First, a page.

“What police station?” the constable said sharply.
“Why, this one down here in this side-street,” I said, pointing to the building. As I looked at it I saw that the lamp which I had observed on the previous night no longer hung over the doorway.
The constable laughed good-humouredly.
“Get away home,” he said.
I began to tell him my story.
“Get away home,” he repeated—gruffly this time, “or I’ll run you in.”
“All right,” I said huffily, and I made as if to walk down the other road. The constable and the workman grinned to each other and departed. As soon as they were out of sight, I returned to my police station.
It was not a police station! It was merely a rather large and plain-fronted empty house, which had been transformed into a police station, for one night only, by means of a lamp, a desk, two forms, a few handcuffs, and some unparalleled cheek. Jewel thieves they were, but Susan Berry was not among them. After all Susan Berry probably had an invalid sister named Jane Mary.
The first policeman, the cabman, the second policeman, the inspector—these were the jewel thieves, and Susan Berry and I (and of course the Marchioness) had been the victims of as audacious and brilliant a robbery as was ever planned. We had been robbed openly, quietly, deliberately, with the aid of a sham police station. Our movements must have been watched for weeks. I gave my meed of admiration to the imagination, the skill, and the sangfroid which must have gone to the carrying out of this coup.
Going back into the room where Susan Berry and I had spent the night hours, I found that wronged woman sweetly asleep on the form, with her back against the wall. I dared not wake her. And so I left her for the present to enjoy some much-needed repose. I directed my steps in search of Eaton Square, having closed the great door of my police station.
At length I found my whereabouts, and I arrived at No. 441 at five o’clock precisely. The morning was lovely. After some trouble I roused a housemaid, who let me in. She seemed surprised, but I ignored her. I went straight upstairs and knocked at my master’s door. To wake him had always been a difficult matter, and this morning the task seemed more difficult than ever. At last he replied sleepily to my summons.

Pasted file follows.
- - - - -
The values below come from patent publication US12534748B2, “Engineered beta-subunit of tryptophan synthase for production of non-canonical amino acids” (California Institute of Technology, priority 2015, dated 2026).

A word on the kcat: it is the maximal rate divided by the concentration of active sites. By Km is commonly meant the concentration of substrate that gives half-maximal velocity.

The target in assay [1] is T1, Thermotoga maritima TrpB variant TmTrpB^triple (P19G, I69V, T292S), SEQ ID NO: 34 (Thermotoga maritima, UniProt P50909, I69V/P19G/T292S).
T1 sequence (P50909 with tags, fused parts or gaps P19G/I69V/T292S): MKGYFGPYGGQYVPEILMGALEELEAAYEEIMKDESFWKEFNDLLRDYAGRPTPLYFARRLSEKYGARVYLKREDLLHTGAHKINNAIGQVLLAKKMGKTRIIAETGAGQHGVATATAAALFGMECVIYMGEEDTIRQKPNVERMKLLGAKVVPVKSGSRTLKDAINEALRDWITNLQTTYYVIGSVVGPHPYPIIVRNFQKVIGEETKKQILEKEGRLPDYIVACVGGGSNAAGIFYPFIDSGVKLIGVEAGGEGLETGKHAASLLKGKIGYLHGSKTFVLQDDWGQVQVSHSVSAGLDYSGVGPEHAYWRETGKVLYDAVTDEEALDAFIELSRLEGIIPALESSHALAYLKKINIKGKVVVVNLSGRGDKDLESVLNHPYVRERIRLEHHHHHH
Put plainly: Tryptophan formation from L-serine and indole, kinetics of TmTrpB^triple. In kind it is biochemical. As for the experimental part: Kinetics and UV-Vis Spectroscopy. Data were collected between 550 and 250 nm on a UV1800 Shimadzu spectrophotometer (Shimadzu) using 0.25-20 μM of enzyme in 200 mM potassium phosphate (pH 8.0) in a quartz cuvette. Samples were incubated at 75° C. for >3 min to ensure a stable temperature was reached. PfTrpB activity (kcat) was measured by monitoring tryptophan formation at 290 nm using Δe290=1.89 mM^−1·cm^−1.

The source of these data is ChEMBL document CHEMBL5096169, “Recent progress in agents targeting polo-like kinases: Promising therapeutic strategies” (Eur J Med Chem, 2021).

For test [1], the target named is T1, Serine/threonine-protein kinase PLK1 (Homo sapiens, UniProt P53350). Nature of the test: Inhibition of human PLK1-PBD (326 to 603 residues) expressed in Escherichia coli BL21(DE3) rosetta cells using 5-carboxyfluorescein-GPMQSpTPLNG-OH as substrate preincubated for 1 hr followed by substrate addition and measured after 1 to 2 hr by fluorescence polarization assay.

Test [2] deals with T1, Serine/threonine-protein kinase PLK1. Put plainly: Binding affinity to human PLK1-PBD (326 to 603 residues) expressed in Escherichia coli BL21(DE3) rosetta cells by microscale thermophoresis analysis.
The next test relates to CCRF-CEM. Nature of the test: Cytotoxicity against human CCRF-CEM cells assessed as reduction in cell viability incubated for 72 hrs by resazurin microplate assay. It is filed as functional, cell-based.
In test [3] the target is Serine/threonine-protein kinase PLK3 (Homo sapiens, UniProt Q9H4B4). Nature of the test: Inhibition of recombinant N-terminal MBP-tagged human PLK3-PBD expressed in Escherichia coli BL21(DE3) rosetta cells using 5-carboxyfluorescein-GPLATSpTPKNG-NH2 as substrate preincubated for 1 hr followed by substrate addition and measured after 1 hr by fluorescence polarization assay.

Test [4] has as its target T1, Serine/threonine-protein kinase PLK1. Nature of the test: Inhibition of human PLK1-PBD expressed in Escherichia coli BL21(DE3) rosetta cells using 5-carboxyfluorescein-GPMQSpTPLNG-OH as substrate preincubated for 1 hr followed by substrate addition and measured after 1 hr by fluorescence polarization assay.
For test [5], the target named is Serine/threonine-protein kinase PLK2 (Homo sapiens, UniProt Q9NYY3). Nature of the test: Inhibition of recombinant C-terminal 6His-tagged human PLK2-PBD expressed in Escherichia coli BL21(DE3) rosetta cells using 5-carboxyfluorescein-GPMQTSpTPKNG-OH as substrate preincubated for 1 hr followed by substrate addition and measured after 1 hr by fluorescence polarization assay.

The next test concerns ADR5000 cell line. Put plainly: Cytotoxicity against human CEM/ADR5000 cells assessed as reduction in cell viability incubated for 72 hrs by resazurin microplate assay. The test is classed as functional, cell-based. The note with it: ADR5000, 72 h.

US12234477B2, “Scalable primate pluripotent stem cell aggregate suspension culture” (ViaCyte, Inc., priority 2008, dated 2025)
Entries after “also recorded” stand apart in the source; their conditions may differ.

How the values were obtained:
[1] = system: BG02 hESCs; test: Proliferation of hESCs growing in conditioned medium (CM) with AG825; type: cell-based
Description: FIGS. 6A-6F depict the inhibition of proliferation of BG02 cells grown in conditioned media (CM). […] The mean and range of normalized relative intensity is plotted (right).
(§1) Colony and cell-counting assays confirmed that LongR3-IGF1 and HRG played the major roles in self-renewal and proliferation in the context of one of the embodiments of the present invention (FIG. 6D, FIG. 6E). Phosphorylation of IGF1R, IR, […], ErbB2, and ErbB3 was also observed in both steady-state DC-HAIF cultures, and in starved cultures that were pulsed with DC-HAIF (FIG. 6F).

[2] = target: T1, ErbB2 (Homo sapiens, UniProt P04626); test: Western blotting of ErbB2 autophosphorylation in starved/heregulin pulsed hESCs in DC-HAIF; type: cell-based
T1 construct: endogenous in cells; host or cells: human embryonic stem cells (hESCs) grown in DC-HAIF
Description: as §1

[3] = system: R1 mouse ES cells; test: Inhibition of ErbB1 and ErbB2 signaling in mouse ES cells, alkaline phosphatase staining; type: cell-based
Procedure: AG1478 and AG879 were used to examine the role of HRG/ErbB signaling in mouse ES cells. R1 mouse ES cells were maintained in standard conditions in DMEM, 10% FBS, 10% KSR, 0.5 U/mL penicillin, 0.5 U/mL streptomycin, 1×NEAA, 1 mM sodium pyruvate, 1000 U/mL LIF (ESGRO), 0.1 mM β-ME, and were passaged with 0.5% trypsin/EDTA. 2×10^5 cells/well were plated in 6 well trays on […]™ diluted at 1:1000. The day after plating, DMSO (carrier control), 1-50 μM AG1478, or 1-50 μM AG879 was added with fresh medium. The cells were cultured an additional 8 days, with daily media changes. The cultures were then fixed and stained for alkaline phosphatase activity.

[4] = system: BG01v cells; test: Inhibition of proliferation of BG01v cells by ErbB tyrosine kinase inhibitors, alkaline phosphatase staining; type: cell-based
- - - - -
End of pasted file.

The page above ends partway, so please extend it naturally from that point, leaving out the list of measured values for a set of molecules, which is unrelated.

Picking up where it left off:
“It is I—Saunders—your lordship.”
“Go to the devil, then.”
“I must see your lordship instantly. Very seriously.”
“Eh, what? I’ll come in a minute,” and I heard him stirring, and the voice of Lady Trent.
How should I break the news to him? What would the Marchioness say when she knew? Twelve thousand pounds’ worth of jewels is no trifle. Not to mention my gold watch, my two sovereigns, my sixpence, and my two halfpennies. And also the half-crown which I had given to have the message despatched to his lordship. It was the half-crown that specially rankled.
Lord Trent appeared at the door of his room, arrayed in his crimson dressing-gown.
“Well, Saunders, what in the name of——”
He smiled, he laughed, he roared.
“I daresay it sounds very funny, my lord,” I said, “but it wasn’t funny at the time, and Lady Cockfosters won’t think it very funny.”
“Oh, won’t she! She will. No one will enjoy it more. She might have taken it seriously if the emeralds had been in the bag, but they weren’t.”
“Not in the bag, my lord!”
“No. Lady Trent’s maid ran off with the bag, thinking that your mistress had put the jewels in it. But she had not. Lady Trent came to the top of the stairs to call her back, as soon as she found the bag gone, but you and Berry were out of the house. So the emeralds stayed here for one night. They are on Lady Trent’s dressing-table at the present moment. Go and get a stiff whisky, Saunders. You need it. And then may I suggest that you should return for the sleeping Berry? By the way, the least you can do is to marry her, Saunders.”
“Never, my lord!” I said with decision. “I have meddled sufficiently with women.”
MANY years ago the fear of dynamite stalked through the land. An immense organisation of anarchists whose headquarters were in the United States had arranged for a number of simultaneous displays in London, Glasgow, and Quebec. As is well known now, the Parliament House at Quebec and the gasworks at Glasgow were to be blown up, while the programme for London included Scotland Yard, most of Whitehall, the House of Commons, the Tower, and four great railway stations thrown in.
This plot was laid bare, stopped, and made public, and—except a number of people who happened quite innocently to carry black bags—no one was put to the slightest inconvenience.
The dynamite scare was deemed to be at an end. But the dread organisation was in fact still active, as the sixty policemen who were injured in what is called the “Haymarket Massacre” explosion at Chicago, on May 4, 1886, have dire occasion to know.
Everyone who reads the papers is familiar with the details of the Haymarket Massacre. Few people, however, are aware that a far more dastardly outrage had been planned to intimidate London a few days later. Through the agency of a courageous woman this affair too was unmasked in its turn, but for commercial and other reasons it was kept from the general public.